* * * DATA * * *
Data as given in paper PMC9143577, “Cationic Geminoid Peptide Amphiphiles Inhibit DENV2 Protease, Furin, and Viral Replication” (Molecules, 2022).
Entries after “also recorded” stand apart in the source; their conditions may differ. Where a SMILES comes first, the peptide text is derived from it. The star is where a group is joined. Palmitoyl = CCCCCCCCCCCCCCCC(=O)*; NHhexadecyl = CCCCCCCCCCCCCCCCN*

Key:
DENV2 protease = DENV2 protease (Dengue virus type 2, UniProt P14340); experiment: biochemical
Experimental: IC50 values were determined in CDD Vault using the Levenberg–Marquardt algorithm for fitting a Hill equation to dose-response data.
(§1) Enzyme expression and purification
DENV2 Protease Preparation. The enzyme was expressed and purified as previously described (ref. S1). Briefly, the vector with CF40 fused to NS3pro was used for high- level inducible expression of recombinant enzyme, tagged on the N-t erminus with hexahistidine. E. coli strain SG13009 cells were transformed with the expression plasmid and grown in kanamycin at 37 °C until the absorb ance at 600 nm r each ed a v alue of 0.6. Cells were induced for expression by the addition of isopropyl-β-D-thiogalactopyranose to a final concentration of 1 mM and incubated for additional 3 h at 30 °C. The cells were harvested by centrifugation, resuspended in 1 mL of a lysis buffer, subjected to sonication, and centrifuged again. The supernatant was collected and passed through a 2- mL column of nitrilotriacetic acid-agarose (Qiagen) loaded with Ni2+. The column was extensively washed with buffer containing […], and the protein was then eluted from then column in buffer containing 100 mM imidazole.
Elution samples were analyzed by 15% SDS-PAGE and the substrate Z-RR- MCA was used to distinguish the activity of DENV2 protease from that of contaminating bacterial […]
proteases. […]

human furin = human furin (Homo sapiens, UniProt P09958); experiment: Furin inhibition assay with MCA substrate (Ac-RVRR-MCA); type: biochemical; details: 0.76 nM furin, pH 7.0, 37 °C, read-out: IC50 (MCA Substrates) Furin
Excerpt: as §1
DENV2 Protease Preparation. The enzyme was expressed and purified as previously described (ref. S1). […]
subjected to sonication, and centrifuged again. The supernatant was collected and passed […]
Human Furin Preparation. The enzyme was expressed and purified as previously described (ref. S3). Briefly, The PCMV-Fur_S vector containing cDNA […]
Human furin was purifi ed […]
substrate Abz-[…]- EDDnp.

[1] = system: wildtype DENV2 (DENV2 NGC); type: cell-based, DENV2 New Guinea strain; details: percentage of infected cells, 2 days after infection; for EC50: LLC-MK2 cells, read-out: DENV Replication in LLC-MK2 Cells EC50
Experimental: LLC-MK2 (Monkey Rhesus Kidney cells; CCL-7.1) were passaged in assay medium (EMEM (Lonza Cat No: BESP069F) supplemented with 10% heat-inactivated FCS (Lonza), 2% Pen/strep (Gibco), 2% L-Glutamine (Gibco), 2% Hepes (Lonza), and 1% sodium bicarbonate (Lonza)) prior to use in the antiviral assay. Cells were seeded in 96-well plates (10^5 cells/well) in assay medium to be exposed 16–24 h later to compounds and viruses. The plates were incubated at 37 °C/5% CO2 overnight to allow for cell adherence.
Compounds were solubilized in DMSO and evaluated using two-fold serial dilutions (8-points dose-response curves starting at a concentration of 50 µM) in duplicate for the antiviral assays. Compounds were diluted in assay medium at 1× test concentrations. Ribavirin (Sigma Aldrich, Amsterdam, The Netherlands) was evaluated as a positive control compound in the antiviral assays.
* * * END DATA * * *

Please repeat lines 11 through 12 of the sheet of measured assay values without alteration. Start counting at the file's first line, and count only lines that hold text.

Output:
Excerpt: as §1
DENV2 Protease Preparation. The enzyme was expressed and purified as previously described (ref. S1). […]